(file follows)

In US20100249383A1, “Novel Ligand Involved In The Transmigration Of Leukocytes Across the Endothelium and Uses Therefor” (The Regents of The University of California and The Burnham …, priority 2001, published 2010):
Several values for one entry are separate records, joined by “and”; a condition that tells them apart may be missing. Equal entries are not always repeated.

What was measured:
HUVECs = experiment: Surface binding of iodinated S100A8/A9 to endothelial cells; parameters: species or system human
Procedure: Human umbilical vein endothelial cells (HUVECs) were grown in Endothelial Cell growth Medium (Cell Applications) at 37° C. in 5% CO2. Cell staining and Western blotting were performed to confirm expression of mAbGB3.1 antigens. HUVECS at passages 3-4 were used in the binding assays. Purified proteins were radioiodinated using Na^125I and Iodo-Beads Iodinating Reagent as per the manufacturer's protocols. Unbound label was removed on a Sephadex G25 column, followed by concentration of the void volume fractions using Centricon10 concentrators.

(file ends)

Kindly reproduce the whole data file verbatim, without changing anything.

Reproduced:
In US20100249383A1, “Novel Ligand Involved In The Transmigration Of Leukocytes Across the Endothelium and Uses Therefor” (The Regents of The University of California and The Burnham …, priority 2001, published 2010):
Several values for one entry are separate records, joined by “and”; a condition that tells them apart may be missing. Equal entries are not always repeated.

What was measured:
HUVECs = experiment: Surface binding of iodinated S100A8/A9 to endothelial cells; parameters: species or system human
Procedure: Human umbilical vein endothelial cells (HUVECs) were grown in Endothelial Cell growth Medium (Cell Applications) at 37° C. in 5% CO2. Cell staining and Western blotting were performed to confirm expression of mAbGB3.1 antigens. HUVECS at passages 3-4 were used in the binding assays. Purified proteins were radioiodinated using Na^125I and Iodo-Beads Iodinating Reagent as per the manufacturer's protocols. Unbound label was removed on a Sephadex G25 column, followed by concentration of the void volume fractions using Centricon10 concentrators.